However, you will eventually have to repay the outstanding amount. Lenders may allow repayment plans to spread those costs over time. Or you may have to pay it all off at once. You may also be able to defer outstanding payments until the end of the loan term. The lender will contact you towards the end of the grace period to discuss options.

2. Refinancing

Refinancing can reduce your monthly mortgage costs and make payments more affordable.

For this strategy to work, you must qualify for a lower interest rate than your current mortgage. Or you will need to refinance for a longer term loan. This allows you to spread your balance over more months, thus reducing your payments.

Note that refinancing comes with closing costs. Freddie Mac estimates that these cost him about $5,000 per loan. Some lenders may be able to roll these closing costs back onto your loan balance. This increases interest costs in the long run.

3. Loan modification

Loan modification may also be an option. This is when the lender agrees to modify the terms of the loan to make it more affordable. This includes extending the term of the loan, lowering the interest rate, or possibly reducing the loan balance.

“If you’re facing financial difficulties, you can change the terms of your mortgage and get a loan,” says Christian Mills, a home equity conversion mortgage (HECM) loan specialist at Reverse Mortgage Funding. “Depending on the options offered by the lender, we may be able to extend the repayment term or lower the interest rate.”

4. Repayment plan

Another strategy is to ask your lender about setting up a payment plan. These allow you to recover outstanding payments over time.

“Lenders want to get paid, so they often work with you to come up with a plan to catch up,” says Martin.

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5. Contact a housing counselor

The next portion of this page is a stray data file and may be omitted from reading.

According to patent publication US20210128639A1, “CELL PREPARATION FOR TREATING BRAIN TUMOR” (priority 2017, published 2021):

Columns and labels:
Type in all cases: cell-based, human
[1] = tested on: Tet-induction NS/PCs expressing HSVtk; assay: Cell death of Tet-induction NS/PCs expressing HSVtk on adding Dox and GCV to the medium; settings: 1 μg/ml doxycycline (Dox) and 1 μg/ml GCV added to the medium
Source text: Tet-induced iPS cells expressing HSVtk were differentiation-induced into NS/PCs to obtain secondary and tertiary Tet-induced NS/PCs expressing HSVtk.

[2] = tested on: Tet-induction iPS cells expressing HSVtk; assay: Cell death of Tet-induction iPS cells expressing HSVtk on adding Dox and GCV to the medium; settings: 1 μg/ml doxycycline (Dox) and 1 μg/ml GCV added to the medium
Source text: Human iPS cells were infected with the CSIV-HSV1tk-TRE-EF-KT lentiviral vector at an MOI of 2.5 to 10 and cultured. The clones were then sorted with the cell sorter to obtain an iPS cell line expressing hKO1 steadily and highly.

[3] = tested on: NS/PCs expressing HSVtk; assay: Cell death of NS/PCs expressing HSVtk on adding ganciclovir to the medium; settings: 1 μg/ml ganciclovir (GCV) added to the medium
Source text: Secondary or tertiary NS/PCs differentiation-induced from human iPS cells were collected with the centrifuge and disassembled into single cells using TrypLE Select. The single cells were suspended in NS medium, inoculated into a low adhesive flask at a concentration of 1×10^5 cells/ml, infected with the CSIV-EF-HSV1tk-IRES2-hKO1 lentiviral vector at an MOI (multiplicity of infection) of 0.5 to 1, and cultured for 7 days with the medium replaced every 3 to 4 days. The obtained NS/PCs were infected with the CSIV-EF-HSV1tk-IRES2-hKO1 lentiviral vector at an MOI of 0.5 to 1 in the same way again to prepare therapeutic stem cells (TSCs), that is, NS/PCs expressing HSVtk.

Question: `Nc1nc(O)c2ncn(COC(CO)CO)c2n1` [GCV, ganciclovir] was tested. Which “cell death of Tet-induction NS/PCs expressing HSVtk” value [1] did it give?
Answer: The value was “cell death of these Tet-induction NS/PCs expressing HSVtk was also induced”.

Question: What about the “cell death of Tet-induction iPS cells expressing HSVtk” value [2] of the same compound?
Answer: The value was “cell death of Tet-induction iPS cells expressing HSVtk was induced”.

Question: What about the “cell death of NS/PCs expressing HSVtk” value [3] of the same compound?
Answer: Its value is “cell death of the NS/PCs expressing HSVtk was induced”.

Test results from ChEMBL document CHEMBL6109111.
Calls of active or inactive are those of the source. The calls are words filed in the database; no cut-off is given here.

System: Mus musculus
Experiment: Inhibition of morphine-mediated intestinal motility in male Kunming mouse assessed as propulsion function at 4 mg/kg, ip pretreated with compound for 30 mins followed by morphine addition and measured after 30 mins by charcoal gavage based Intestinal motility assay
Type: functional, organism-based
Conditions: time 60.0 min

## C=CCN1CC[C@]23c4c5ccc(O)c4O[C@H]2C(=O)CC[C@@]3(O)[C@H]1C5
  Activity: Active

A professional housing counselor can help determine the best path forward. This guidance is usually free.

If you don’t know where your nearest counselor is, the US Department of Housing and Urban Development’s online search tool can help. All results are HUD accredited counseling agencies.

6. Other options

Your lender may be happy to offer other options as well. One of these may include a short sale. This allows you to sell your home for less than what you are borrowing for your mortgage.

Deeds to replace foreclosures are another potential strategy. These arrangements allow property to be turned over to the lender and avoid foreclosure. This allows foreclosures to be excluded from your credit report. In some cases, the lender may cover the moving costs.

How to prevent mortgage delinquency

The best strategy is to avoid missing a mortgage payment in the first place. To do this, make sure you have a healthy emergency fund. This allows you to have cash to cover your payments if you lose your job or struggle financially.

“It’s a great idea to have six months in reserve just in case something happens,” Horton says. increase.”

You should also ensure that you have a sufficient household budget and a good credit score. A good credit score gives you more options, such as refinancing, if problems arise.

Finally, if you think there is a problem with your payment, contact your loan servicer immediately.

“Be proactive with your servicer,” says Martin. “There are various options available, and waiting is unlikely to improve the situation.”